I’m a strong advocate that it only takes one time, just one time, for someone to be influenced. Over the weekend, I sat back and realized that representation not only matters, but it’s vital.
For their annual Pops is Tops! concert series, the Louis Armstrong House Museum brought out trumpet extraordinaire Alphonso Horne and his ensemble to cover Armstrong hits and classics. Spanning three days, school-age groups were brought out to experience music in the garden. While some had never been to a jazz concert, others met the band with excitement and joy.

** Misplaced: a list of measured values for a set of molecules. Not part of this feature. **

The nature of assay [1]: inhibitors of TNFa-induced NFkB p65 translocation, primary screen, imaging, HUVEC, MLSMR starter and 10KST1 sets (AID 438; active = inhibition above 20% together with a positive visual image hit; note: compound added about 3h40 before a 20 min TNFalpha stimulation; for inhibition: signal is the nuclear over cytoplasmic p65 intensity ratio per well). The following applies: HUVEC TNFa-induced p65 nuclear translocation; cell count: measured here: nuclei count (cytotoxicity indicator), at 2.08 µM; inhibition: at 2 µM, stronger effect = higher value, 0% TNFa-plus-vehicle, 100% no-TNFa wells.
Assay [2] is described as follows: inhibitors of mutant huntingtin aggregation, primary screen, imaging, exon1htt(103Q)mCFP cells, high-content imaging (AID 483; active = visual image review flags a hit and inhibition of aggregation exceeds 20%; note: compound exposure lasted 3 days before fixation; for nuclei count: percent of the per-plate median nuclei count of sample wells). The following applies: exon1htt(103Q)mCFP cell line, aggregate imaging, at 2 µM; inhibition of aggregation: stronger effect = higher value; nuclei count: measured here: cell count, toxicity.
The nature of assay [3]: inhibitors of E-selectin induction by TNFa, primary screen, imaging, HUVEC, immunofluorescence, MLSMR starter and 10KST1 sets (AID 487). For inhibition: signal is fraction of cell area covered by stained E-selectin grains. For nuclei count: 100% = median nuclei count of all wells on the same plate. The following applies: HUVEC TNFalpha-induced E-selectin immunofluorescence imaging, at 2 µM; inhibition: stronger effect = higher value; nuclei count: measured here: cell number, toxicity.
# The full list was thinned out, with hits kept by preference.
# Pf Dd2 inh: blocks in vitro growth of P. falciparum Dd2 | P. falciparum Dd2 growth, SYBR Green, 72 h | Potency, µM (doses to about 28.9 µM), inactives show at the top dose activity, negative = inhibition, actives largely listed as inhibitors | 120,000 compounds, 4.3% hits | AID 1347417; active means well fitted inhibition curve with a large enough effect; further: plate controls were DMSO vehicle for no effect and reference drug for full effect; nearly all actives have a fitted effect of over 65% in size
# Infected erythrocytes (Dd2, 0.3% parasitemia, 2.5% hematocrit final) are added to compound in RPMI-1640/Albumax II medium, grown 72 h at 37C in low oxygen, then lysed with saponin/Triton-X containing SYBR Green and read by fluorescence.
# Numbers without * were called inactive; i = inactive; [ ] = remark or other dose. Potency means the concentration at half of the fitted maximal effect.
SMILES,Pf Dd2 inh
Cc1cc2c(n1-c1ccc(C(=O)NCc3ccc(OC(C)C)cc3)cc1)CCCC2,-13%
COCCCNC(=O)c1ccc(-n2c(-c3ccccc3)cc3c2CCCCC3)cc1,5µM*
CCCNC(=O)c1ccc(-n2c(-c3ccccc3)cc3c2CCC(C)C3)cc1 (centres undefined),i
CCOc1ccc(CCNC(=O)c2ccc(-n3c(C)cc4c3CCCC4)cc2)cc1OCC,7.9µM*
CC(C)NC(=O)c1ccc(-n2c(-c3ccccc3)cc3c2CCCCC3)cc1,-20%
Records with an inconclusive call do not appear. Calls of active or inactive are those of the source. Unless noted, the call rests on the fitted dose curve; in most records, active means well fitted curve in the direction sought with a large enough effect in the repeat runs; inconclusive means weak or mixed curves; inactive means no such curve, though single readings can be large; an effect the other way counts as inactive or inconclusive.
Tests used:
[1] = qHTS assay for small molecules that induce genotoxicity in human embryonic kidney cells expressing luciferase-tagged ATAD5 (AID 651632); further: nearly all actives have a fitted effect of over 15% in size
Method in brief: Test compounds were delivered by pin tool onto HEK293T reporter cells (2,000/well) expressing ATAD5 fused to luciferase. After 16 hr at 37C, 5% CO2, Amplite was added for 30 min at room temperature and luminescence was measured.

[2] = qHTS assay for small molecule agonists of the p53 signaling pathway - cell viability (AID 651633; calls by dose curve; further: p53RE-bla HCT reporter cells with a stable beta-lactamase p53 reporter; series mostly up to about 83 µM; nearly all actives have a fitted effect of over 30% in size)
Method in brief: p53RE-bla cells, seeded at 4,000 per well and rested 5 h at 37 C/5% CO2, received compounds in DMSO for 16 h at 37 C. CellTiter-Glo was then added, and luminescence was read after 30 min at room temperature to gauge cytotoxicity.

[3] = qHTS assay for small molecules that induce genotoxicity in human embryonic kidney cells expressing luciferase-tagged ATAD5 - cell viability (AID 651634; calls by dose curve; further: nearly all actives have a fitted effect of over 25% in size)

Over the course of the three days, Alphonso brought up a number of students to play Armstrong. Among all the students, one in particular named Phillipe played the role of Armstrong so great. He played it so well that he stayed beside Alphonso for a rather long period playing along with his small and fake trumpet trying to match the every sound, rhythm, and move of Alphonso.
That’s all to say, his parents are going to have to buy him a trumpet and get things going.
The passion he exhibited on that stage was like no other, and he embodied the role of ‘lil Louie. Whether it be the way he stepped across the stage, bellowed the trumpet, or moved his little hips, the kid found his calling and needs to be ushered along the way into a starters music program.